Why it Matters: Without adequate protection, your trademarks are vulnerable to infringement, dilution, and misappropriation, which can result in lost revenue, brand erosion, and legal disputes. By securing federal trademark registration and enforcing your rights, you establish a legal foundation that empowers you to safeguard your brand and its value. Read more from attorney Andrew G. Martin.

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  1. Fraser Trebilcock Attorney Michael E. Cavanaugh Named in Michigan Lawyers Weekly Class of 2024 Hall of Fame

Fraser Trebilcock attorney Michael E. Cavanaugh has been selected as a member of Michigan Lawyers Weekly “Hall of Fame Class of 2024.” This special award recognizes esteemed members of the legal profession who have been in practice for at least 30 years.

Why it Matters: Michigan Lawyers Weekly’s annual “Hall of Fame” award recognizes only twenty-one lawyers each year. These lawyers truly are legends, making their mark in the courtroom or the boardroom, in their firms and with community organizations, and with local, state and national bar associations. With their guidance and mentorship, they have launched hundreds of thriving legal careers and have left an indelible imprint on the profession through precedent-setting cases, high dollar outcomes and successful resolutions for their clients.

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  1. A Health Professional’s Guide to Navigating the Disciplinary Process: What to Expect if You Are Facing a Professional Licensing Investigation or Administrative Complaint

Health professionals are committed to caring for patients with expertise, compassion, and integrity. However, in the heavily regulated healthcare field, those professionals can sometimes find themselves navigating not just the medical challenges of their patients but licensing issues of their own as well. Licensing issues can arise unexpectedly, and, when they do, they can cause tremendous stress and uncertainty.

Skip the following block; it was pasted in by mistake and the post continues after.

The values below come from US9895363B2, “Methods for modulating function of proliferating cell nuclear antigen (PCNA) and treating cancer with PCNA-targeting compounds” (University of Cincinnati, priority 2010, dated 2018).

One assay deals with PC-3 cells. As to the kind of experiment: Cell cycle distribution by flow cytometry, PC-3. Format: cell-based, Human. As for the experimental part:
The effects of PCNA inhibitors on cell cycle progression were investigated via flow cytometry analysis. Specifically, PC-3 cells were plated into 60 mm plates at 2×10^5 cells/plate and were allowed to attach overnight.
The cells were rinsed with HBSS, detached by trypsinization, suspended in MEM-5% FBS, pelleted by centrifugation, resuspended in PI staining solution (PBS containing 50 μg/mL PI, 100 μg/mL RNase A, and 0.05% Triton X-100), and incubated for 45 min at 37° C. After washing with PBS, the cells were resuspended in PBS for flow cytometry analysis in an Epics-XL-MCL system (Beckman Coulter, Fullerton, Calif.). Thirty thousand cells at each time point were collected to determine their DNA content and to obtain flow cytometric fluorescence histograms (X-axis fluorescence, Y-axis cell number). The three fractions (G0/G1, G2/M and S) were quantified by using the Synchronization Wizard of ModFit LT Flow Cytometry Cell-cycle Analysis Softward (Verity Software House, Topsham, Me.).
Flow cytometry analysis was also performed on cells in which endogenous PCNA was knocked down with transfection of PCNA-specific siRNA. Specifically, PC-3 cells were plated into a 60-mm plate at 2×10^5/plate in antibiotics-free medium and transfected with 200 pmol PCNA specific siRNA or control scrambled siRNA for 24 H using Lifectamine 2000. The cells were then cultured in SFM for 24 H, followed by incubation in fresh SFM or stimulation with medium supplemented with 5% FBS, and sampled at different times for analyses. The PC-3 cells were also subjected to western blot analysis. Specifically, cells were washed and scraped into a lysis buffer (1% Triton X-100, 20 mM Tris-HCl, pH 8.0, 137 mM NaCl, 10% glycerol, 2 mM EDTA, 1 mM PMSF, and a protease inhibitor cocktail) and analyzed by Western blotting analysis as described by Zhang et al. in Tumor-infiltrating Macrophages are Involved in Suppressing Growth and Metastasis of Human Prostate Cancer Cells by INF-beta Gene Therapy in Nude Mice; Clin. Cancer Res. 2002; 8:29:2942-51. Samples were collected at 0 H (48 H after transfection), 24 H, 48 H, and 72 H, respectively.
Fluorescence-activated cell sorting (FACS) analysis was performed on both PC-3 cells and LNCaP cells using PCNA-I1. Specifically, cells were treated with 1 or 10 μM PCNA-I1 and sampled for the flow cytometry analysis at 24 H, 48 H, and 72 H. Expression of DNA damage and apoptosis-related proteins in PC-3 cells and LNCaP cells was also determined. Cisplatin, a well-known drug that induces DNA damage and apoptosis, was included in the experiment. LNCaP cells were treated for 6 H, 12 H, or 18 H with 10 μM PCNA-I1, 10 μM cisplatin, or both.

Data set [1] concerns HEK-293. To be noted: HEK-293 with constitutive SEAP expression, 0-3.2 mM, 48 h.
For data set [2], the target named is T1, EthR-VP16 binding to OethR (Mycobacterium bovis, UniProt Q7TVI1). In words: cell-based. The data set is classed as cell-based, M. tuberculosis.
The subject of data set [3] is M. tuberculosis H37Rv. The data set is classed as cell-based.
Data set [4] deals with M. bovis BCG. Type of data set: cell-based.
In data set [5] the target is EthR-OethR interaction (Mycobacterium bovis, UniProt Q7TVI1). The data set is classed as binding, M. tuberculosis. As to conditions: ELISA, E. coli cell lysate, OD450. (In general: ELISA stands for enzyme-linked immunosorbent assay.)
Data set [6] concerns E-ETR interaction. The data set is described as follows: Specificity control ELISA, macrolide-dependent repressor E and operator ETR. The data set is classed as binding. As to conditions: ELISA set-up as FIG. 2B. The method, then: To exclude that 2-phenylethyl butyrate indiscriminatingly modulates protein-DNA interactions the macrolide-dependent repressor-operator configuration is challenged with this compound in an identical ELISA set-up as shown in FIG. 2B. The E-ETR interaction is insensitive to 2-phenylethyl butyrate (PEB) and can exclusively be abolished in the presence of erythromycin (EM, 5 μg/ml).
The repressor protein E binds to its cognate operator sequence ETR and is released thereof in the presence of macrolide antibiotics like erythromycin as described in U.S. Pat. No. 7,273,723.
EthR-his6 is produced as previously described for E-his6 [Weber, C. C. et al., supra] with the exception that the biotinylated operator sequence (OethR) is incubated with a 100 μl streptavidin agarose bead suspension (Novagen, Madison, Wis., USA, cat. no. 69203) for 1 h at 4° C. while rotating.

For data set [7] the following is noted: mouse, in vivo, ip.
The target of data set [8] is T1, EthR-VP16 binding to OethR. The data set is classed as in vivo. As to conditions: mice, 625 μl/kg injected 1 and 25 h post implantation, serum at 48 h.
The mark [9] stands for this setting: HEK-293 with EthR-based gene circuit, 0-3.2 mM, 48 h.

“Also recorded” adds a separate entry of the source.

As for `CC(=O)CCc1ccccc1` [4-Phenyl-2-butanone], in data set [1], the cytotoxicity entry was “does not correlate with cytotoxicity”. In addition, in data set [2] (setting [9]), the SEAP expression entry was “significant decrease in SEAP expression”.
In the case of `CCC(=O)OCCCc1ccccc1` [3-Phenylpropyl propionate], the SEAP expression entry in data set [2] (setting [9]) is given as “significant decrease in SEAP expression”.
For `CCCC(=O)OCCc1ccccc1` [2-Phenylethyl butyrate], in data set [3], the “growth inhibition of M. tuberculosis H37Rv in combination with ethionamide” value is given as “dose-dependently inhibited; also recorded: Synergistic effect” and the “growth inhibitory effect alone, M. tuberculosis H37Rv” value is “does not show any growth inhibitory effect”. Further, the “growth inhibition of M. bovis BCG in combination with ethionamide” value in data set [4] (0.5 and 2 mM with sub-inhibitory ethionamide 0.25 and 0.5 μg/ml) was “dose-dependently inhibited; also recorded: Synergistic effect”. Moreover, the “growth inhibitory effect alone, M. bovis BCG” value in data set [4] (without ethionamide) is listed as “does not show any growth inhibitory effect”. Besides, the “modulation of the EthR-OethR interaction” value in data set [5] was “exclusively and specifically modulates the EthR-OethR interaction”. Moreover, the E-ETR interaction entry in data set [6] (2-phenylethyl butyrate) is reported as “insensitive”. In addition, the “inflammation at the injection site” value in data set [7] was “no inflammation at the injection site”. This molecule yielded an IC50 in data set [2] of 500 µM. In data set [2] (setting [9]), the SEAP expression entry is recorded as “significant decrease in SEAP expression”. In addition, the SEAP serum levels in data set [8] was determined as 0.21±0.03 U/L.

Why it Matters: As an attorney with years of experience handling professional licensing matters for health professionals, Robert J. Andretz has witnessed firsthand how professional licensing investigations and Administrative Complaints can disrupt health professionals’ careers and their ability to provide patient care. He will explore how to navigate the disciplinary process in Michigan so that you can know what to expect if you are ever faced with a threat to your license. Learn more.

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  1. Increase in the Small Business Property Tax Exemption

Eligibility for the so-called “Small Business Property Tax Exemption” has expanded. Legislation passed last October 2023, expands the exemption by increasing the eligibility limit to from the $80,000 true cash value limit to $180,000.

Why it Matters: The exemption is only for commercial and industrial personal property (residential/individuals are not subject to personal property taxes). Once filed, and if granted, the exemption will remain as long as the small business still qualifies. In other words, there is no need to file an exemption claim every year. Read more.

Related Practice Groups and Professionals

Cannabis Law | Sean Gallagher
Intellectual Property | Andrew Martin
Labor, Employment & Civil Rights | Michael E. Cavanaugh
Professional Licensing | Robert Andretz
Business & Tax | Paul McCord